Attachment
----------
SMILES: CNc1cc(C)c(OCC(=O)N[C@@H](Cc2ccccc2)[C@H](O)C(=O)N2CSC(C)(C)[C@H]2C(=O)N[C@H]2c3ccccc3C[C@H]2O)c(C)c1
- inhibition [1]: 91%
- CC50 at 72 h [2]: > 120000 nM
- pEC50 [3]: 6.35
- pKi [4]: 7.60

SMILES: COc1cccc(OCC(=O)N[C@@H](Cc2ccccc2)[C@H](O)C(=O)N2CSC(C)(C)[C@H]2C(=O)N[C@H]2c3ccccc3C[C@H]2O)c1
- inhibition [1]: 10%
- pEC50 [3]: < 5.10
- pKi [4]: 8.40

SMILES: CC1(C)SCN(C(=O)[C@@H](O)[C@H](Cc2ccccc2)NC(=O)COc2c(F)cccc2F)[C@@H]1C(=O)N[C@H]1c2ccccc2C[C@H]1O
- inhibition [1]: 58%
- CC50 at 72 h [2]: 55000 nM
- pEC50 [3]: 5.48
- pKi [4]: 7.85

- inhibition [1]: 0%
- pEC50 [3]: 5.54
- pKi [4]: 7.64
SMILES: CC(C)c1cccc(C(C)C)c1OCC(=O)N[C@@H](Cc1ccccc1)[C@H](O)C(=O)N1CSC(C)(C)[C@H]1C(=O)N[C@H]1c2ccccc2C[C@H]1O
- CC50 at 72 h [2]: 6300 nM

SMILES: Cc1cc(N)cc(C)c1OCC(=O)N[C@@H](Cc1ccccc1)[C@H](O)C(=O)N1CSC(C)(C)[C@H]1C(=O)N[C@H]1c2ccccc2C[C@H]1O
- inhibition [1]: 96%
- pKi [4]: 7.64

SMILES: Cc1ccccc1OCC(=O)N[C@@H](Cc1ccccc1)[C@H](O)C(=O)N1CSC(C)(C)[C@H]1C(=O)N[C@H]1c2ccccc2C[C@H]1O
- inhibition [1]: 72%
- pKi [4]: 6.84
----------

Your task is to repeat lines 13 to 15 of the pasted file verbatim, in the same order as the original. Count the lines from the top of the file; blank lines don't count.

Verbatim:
- pEC50 [3]: 5.48
- pKi [4]: 7.85

- inhibition [1]: 0%